par Miskovic, Vanja
Président du jury Delplancke, Marie-Paule
Promoteur Dubois, Frank
Publication Non publié, 2021-09-15
Thèse de doctorat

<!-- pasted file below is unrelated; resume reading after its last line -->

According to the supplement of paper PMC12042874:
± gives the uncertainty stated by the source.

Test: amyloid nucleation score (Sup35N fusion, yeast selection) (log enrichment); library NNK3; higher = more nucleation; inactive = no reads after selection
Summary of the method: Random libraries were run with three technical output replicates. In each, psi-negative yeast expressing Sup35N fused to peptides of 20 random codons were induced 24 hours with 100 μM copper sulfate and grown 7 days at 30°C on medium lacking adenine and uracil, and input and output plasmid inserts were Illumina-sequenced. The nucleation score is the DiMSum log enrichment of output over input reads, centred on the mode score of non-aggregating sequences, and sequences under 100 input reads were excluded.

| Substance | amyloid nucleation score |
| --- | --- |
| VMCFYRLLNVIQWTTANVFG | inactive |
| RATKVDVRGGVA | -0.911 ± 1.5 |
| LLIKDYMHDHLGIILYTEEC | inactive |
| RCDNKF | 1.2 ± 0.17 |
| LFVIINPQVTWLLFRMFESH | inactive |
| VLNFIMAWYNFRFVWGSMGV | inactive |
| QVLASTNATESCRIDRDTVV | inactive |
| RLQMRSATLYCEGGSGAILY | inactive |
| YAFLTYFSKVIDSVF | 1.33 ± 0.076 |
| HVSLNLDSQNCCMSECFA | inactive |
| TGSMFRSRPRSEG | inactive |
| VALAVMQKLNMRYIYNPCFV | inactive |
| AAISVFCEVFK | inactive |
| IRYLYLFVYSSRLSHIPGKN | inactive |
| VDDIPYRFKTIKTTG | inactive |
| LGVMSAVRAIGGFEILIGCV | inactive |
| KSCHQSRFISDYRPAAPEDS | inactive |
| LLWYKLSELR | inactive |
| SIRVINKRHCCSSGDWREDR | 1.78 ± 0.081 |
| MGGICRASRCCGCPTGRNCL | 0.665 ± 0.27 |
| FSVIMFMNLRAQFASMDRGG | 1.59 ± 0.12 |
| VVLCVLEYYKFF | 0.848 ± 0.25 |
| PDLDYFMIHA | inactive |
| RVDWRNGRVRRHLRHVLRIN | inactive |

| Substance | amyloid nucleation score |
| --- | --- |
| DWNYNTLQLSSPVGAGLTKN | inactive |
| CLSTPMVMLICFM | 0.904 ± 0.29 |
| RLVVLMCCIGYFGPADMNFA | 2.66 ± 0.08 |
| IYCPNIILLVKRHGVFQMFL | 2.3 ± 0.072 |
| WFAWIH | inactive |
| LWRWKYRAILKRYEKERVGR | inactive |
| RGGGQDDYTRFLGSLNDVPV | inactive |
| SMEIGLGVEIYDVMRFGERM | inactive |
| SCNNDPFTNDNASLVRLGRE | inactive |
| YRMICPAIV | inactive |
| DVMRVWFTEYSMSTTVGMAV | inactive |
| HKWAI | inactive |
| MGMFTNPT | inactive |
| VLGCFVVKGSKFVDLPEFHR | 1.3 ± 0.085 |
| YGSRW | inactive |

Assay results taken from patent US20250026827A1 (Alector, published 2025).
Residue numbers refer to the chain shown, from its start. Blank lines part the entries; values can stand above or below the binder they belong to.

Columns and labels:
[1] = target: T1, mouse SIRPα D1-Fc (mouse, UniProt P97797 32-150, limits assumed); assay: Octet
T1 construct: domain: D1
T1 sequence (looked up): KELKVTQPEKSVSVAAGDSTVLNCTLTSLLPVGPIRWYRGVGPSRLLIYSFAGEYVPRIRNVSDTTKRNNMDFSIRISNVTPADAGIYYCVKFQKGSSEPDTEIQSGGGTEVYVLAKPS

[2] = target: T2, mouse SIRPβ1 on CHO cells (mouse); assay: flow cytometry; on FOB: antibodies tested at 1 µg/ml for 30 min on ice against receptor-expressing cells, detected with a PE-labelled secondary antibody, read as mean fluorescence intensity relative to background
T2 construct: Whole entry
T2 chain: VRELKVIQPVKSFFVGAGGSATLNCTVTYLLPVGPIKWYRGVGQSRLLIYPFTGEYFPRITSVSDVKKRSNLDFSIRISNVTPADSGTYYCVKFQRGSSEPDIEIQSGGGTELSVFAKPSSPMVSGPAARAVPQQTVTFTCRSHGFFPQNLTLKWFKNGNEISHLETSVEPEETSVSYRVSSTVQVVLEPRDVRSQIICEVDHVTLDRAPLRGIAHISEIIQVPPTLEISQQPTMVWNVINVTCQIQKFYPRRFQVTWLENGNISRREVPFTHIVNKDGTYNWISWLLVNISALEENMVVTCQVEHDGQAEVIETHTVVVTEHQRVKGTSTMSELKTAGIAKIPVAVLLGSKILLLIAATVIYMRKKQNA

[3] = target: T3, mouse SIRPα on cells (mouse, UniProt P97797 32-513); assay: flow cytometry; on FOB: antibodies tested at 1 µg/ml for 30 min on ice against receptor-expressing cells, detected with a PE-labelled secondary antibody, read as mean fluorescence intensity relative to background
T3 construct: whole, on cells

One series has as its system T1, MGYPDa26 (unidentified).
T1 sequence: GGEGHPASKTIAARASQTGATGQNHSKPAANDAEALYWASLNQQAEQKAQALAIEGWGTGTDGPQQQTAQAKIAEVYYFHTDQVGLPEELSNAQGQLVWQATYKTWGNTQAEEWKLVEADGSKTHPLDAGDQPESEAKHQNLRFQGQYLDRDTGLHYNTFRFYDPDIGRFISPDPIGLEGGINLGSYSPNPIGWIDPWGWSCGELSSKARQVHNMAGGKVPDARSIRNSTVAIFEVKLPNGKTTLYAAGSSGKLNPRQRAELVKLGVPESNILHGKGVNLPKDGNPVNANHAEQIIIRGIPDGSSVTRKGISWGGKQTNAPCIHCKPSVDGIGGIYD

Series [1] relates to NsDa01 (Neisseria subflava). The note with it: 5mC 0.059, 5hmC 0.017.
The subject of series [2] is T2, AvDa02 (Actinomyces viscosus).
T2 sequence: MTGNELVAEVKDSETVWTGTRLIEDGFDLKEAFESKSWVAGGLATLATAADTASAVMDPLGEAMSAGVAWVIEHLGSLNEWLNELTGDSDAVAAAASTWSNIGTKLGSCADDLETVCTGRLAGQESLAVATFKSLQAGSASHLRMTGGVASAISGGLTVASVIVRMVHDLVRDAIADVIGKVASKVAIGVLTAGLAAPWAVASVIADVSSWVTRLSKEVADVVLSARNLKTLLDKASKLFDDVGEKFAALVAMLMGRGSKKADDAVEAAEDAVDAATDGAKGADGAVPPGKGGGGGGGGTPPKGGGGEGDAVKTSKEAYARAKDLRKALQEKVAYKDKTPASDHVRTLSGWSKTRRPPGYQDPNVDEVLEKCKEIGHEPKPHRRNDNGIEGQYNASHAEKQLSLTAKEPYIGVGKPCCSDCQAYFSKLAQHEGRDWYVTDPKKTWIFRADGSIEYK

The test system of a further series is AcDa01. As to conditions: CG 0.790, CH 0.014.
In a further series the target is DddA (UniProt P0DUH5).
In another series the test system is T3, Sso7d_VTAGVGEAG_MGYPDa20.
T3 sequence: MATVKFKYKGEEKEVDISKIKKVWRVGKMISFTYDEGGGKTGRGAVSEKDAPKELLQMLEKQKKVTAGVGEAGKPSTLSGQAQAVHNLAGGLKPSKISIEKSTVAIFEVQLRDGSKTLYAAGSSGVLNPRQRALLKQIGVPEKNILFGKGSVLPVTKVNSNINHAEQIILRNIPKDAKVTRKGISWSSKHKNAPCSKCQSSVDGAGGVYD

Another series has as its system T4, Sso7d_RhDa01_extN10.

Résumé : Wound repair is one of the most complex biological processes that occur during a human lifetime. Apart from negatively impacting patient well-being and jeopardizing human life, wounds represent a great burden to the healthcare costs both in developed and developing countries and even more in remote areas and rural communities. Interestingly, those latter regions share commonalities – remoteness, communications’ lags - with the conditions experienced in Space that could be then used as a testing environment for developing effective solutions on Earth. Reliable and wearable monitoring systems could help in reducing these problems. However, despite the significant progress on this topic, critical limitations exist, and the domain is still lacking a firm and complete understanding of the complex network of the involved biophysical phenomena. So far, most of the studies are focusing on the development of wearable sensing device, with limited information on real values and without a clear long-term vision. With the emerging field of Health 4.0, the paradigm is shifted, and the effective use of the wound data should become the primary focus. This study represents a contribution in tackling the conceptual gaps for developing advanced and effective wound monitoring systems. To do so, this thesis consists of two parts dedicated to an innovative configuration to host a wound temperature sensor and a new concept for using actual wound data to foster diagnostics prediction, respectively. In the first part of this thesis a multilayer temperature sensing concept is proposed, consisting of a hydrogel layer acting as a transfer layer for the biophysical signals coming from the wounds and a liquid crystal temperature sensing layer, the temperature being one of the most important biomarkers to determine the wound status. For the hydrogel layer, synthetic and double network hydrogels incorporated with graphene oxide were explored. Hydrogels have been tested on the ground and in hypergravity and microgravity conditions during a parabolic flight. Cholesteric liquid crystals represent the backbone of the first sensing concept that has been developed to create temperature maps of the wound area. This concept targets an easy-to-read, wearable, colorimetric system, having resolution (<0.2 °C) and rapid response time (<1 s) compatible with wound monitoring requirements. In the second part of this thesis, the thermal map of the wound site is generated using a thermal camera. In this case, the 4.0 approaches were used to expand the knowledge on real-life wound data and explore the connection between burn wound temperature and burn wound status. A prospective study is conducted on patients at the Burn Unit in Queen Astrid military hospital. The comparison of the collected and the existing data led to the formulation of a temperature threshold value, based on the difference between temperature at the burn site and temperature of the healthy skin (ΔT), that can be used for the burn healing time prediction, if ΔT > −1.2°C burn will heal in less than 21 days. Results from this study suggest the use of temperature as a reliable wound monitoring marker. Moreover, a real-hospital data was used to train a deep learning algorithm that successfully performed wound image segmentation, which presents a first step in developing a fully automated diagnostic system.